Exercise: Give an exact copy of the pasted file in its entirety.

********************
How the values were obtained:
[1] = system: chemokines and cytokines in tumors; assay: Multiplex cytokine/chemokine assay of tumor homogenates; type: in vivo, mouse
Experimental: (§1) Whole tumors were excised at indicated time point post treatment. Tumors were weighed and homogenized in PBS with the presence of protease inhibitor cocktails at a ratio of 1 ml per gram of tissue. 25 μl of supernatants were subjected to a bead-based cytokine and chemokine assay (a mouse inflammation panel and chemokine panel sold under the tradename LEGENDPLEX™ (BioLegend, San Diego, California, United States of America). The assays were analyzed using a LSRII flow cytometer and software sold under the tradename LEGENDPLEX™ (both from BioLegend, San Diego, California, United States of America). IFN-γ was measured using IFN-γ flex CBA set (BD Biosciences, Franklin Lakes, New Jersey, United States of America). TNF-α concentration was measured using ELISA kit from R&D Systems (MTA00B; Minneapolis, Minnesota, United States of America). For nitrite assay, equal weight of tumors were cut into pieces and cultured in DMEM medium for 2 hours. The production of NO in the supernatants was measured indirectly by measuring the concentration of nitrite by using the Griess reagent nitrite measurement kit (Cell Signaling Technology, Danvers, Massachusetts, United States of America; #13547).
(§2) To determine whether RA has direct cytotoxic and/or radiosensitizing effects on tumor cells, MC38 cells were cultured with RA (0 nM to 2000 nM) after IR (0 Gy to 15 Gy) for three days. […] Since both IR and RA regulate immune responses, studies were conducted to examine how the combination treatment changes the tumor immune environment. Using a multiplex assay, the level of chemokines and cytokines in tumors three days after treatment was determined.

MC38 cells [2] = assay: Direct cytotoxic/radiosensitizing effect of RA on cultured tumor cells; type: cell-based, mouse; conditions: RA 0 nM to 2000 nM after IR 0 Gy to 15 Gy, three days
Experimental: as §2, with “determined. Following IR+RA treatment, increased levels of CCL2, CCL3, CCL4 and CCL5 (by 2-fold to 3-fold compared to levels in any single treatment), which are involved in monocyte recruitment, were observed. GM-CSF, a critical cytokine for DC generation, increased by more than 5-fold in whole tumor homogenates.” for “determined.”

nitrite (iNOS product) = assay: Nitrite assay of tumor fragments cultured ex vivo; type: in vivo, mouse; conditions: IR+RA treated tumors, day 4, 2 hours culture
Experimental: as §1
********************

How the values were obtained:
[1] = system: chemokines and cytokines in tumors; assay: Multiplex cytokine/chemokine assay of tumor homogenates; type: in vivo, mouse
Experimental: (§1) Whole tumors were excised at indicated time point post treatment. Tumors were weighed and homogenized in PBS with the presence of protease inhibitor cocktails at a ratio of 1 ml per gram of tissue. 25 μl of supernatants were subjected to a bead-based cytokine and chemokine assay (a mouse inflammation panel and chemokine panel sold under the tradename LEGENDPLEX™ (BioLegend, San Diego, California, United States of America). The assays were analyzed using a LSRII flow cytometer and software sold under the tradename LEGENDPLEX™ (both from BioLegend, San Diego, California, United States of America). IFN-γ was measured using IFN-γ flex CBA set (BD Biosciences, Franklin Lakes, New Jersey, United States of America). TNF-α concentration was measured using ELISA kit from R&D Systems (MTA00B; Minneapolis, Minnesota, United States of America). For nitrite assay, equal weight of tumors were cut into pieces and cultured in DMEM medium for 2 hours. The production of NO in the supernatants was measured indirectly by measuring the concentration of nitrite by using the Griess reagent nitrite measurement kit (Cell Signaling Technology, Danvers, Massachusetts, United States of America; #13547).
(§2) To determine whether RA has direct cytotoxic and/or radiosensitizing effects on tumor cells, MC38 cells were cultured with RA (0 nM to 2000 nM) after IR (0 Gy to 15 Gy) for three days. […] Since both IR and RA regulate immune responses, studies were conducted to examine how the combination treatment changes the tumor immune environment. Using a multiplex assay, the level of chemokines and cytokines in tumors three days after treatment was determined.

MC38 cells [2] = assay: Direct cytotoxic/radiosensitizing effect of RA on cultured tumor cells; type: cell-based, mouse; conditions: RA 0 nM to 2000 nM after IR 0 Gy to 15 Gy, three days
Experimental: as §2, with “determined. Following IR+RA treatment, increased levels of CCL2, CCL3, CCL4 and CCL5 (by 2-fold to 3-fold compared to levels in any single treatment), which are involved in monocyte recruitment, were observed. GM-CSF, a critical cytokine for DC generation, increased by more than 5-fold in whole tumor homogenates.” for “determined.”

nitrite (iNOS product) = assay: Nitrite assay of tumor fragments cultured ex vivo; type: in vivo, mouse; conditions: IR+RA treated tumors, day 4, 2 hours culture
Experimental: as §1